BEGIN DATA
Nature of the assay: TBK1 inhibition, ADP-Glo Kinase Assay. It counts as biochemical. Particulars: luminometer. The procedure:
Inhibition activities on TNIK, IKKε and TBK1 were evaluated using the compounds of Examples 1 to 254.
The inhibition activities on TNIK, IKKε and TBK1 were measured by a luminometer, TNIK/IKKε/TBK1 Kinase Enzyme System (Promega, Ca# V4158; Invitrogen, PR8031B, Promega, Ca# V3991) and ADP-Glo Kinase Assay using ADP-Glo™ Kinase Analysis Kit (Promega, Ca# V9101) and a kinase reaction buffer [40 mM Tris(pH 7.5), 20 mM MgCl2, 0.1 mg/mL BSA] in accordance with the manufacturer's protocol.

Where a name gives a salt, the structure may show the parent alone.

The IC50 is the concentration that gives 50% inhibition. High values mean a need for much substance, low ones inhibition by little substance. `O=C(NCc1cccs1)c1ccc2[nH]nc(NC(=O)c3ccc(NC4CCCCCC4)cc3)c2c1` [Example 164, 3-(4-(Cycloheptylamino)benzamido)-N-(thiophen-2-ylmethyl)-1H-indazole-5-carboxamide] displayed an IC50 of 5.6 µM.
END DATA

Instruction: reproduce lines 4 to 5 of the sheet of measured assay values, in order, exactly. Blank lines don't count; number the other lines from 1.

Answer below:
Where a name gives a salt, the structure may show the parent alone.

The IC50 is the concentration that gives 50% inhibition. High values mean a need for much substance, low ones inhibition by little substance. `O=C(NCc1cccs1)c1ccc2[nH]nc(NC(=O)c3ccc(NC4CCCCCC4)cc3)c2c1` [Example 164, 3-(4-(Cycloheptylamino)benzamido)-N-(thiophen-2-ylmethyl)-1H-indazole-5-carboxamide] displayed an IC50 of 5.6 µM.